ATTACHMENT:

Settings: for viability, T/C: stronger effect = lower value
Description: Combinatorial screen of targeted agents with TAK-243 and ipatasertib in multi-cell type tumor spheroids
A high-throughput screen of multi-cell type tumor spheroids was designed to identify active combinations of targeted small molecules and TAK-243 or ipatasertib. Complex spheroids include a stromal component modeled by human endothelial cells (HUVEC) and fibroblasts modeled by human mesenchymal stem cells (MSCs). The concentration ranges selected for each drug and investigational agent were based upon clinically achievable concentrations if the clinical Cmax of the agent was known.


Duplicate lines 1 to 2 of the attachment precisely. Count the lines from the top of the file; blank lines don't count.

Settings: for viability, T/C: stronger effect = lower value
Description: Combinatorial screen of targeted agents with TAK-243 and ipatasertib in multi-cell type tumor spheroids